Figure 2: Invasion assays for the 17 clinical isolates of Listeria monocytogenes in HeLa epithelial cells. The mean number of internalised bacteria as a percentage of the initial inoculum is shown on the -axis. The error bars show the standard error of two independent experiments, each performed in duplicate. The wild-type L. monocytogenes P14 and noninvasive L. monocytogenes ΔprfA strains were included, to assess the reproducibility of the experiments.
3.5. Molecular Epidemiological Analysis

Genetic characterisation by PFGE with the restriction enzyme ApaI revealed 13 different pulsotypes, and characterisation with AscI discriminated between 14 genotypes (Simpson’s index of diversity values of 0.949 and 0.971, resp.). Fingerprinting revealed the presence of 8–20 DNA fragments between about 40 and 560 kb in size. PFGE analyses combining the results obtained with both restriction enzymes identified 14 unique pulsotypes, resulting in a Simpson’s index of diversity of 0.971. The clinical isolates displayed 55% similarity and formed three clusters, arbitrarily designated A to C. Cluster A contained six isolates recovered from 2006 to 2014 (58% similarity). Cluster B contained eight isolates recovered from 2006 to 2013 (66% similarity). Cluster C consisted of three isolates (68% similarity) collected from 2010 to 2012. Interestingly, the isolates from clinical cases 8, 9, and 10 on one hand and those from cases 2 and 3 on the other hand had indistinguishable pulsotypes (pulsotypes D and I, resp.). The genetic relationships between L. monocytogenes isolates, based on the combined PFGE-genetic profiles obtained with the restriction enzymes ApaI and AscI, are shown in Figure 3.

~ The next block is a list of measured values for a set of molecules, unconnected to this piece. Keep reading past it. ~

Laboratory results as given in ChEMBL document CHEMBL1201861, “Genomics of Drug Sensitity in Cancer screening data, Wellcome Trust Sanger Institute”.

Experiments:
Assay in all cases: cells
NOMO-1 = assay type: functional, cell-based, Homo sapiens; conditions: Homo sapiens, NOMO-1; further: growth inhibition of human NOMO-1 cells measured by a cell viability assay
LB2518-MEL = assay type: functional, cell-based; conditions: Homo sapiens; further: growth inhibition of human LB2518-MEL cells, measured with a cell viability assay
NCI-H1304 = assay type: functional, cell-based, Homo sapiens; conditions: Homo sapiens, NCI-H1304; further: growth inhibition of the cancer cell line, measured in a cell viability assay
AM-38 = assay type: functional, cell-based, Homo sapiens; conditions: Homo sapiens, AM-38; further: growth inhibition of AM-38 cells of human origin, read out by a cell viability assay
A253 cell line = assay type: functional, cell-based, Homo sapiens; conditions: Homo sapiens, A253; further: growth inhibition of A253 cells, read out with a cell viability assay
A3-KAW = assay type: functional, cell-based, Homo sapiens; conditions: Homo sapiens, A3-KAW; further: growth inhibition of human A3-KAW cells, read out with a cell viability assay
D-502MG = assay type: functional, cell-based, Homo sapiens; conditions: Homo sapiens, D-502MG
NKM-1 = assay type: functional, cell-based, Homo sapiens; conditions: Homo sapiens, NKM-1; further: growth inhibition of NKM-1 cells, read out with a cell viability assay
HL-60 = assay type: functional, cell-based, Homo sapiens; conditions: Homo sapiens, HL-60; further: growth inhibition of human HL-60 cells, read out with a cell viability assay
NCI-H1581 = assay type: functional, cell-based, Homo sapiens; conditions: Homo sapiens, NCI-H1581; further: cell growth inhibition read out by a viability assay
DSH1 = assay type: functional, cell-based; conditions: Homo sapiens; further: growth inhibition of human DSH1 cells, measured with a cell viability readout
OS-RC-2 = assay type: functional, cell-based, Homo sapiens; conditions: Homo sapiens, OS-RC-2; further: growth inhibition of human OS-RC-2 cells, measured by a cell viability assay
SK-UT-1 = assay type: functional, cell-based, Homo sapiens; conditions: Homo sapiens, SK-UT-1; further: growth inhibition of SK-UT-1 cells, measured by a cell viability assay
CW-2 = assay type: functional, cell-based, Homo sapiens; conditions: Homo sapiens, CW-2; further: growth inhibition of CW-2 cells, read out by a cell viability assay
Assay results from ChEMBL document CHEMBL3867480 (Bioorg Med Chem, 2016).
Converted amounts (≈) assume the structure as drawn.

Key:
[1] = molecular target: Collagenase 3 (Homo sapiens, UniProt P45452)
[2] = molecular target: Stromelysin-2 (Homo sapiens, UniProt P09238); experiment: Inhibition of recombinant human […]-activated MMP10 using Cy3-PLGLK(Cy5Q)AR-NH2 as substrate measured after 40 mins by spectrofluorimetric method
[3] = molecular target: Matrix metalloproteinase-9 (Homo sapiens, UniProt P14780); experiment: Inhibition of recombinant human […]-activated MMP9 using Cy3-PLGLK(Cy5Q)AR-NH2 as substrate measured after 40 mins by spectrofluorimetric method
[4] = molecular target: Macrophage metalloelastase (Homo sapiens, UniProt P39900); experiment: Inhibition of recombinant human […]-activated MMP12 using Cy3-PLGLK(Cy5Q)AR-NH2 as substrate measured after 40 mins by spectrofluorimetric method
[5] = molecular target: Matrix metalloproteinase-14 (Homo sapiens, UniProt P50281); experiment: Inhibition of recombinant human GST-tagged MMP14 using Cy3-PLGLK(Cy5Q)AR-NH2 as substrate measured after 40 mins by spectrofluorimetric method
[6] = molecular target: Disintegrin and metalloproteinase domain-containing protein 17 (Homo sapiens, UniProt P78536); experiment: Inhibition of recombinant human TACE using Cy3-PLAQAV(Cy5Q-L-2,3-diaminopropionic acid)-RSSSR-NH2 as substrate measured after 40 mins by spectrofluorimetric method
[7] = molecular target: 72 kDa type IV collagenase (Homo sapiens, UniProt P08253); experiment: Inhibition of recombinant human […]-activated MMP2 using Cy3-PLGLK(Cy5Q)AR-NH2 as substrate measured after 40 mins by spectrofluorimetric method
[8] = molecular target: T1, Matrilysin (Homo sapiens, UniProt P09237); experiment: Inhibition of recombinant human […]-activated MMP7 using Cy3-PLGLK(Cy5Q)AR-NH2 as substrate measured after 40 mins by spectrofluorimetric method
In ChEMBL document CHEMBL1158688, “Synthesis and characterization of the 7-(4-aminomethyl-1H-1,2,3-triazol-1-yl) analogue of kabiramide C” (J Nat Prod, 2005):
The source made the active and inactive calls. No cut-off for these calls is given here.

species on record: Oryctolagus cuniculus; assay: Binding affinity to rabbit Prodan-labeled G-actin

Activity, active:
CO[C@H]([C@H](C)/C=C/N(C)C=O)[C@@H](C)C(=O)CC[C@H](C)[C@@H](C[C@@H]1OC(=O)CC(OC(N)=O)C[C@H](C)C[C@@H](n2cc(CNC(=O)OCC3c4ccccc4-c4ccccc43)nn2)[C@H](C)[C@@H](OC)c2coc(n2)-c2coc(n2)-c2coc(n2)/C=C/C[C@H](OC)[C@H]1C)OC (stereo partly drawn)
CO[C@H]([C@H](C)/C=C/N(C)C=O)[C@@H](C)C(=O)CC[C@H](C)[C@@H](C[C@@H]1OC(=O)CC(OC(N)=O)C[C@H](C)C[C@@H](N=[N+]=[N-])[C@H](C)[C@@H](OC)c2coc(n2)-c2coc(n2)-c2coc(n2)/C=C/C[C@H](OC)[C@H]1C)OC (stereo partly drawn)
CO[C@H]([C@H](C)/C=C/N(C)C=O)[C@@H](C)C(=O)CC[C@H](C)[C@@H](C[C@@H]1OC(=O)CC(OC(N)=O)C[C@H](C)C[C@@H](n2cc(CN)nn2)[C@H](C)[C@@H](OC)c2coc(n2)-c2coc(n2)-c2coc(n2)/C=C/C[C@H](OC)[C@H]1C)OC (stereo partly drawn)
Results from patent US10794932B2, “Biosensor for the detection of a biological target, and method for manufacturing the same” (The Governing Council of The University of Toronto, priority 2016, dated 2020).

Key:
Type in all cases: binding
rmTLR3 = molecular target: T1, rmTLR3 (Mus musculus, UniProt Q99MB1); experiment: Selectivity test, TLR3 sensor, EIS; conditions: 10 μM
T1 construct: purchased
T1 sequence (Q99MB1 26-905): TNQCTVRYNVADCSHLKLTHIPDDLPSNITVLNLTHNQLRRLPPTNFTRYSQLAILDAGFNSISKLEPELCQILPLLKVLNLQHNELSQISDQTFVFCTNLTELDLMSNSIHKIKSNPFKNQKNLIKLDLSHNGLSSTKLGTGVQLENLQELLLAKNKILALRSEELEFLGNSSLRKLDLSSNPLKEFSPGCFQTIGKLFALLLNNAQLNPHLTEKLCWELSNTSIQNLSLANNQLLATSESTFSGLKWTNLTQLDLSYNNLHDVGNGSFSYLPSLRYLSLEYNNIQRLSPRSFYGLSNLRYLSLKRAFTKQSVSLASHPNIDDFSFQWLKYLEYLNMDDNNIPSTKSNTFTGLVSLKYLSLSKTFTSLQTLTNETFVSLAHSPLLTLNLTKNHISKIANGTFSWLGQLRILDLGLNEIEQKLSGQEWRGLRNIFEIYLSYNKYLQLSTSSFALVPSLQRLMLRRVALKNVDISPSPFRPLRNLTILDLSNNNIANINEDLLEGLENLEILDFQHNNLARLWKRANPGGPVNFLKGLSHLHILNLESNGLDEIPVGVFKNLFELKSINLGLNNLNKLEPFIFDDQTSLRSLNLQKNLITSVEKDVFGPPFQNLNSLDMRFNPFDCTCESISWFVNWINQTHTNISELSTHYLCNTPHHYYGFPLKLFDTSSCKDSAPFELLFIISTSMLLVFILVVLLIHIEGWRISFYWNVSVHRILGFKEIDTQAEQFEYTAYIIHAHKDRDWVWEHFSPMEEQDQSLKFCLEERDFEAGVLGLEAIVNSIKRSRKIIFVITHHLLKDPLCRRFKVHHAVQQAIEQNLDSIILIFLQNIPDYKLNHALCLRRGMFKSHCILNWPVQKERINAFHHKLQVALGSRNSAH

Figure 3: Genetic relationships between 17 clinical isolates of Listeria monocytogenes, based upon comparison of pulsed-field gel electrophoresis profiles obtained with the restriction enzymes ApaI and AscI. The dendrogram was produced with a Dice similarity coefficient matrix, using the unweighted pair group method with arithmetic mean (UPGMA). Tolerance and optimisation values were set to 1.5%. Clusters are arbitrarily designated A to C. Scale bar indicates similarity values.

MLST analysis of 17 L. monocytogenes isolates from clinical cases of listeriosis identified 11 STs (Simpson’s index of diversity: 0.926). The oldest and globally most prevalent epidemic clones (ST1, ST2, ST3, ST4, ST7, ST8, and ST9) were represented among the STs of the clinical cases observed in the Spanish regions of León, Asturias, and Zamora in 2006–2014 (Table 1; Figures 4(a) and 4(b)). Ten isolates (58.8%) were assigned to genetic lineage I or III. Four of these isolates were ST1 isolates (3 with PFGE profile D and 1 with PFGE profile H) recovered from human patients from the neighbouring provinces of León and Zamora during 2006 and 2009. ST3 isolates were obtained from two patients from the provinces of León and Asturias in 2009 and 2010, respectively. These cases were not related and the isolates concerned had different PGFE profiles (A and E). Furthermore, ST2, ST4, ST87, and ST389 were sporadically observed, in one isolate each. The L. monocytogenes isolates from genetic lineages II (; 41.2%) were more evenly distributed in the MST. The most common allelic profile was ST16 (; 17.6%). ST7, ST8, ST9, and ST399 were observed sporadically, in one isolate each (Table 1).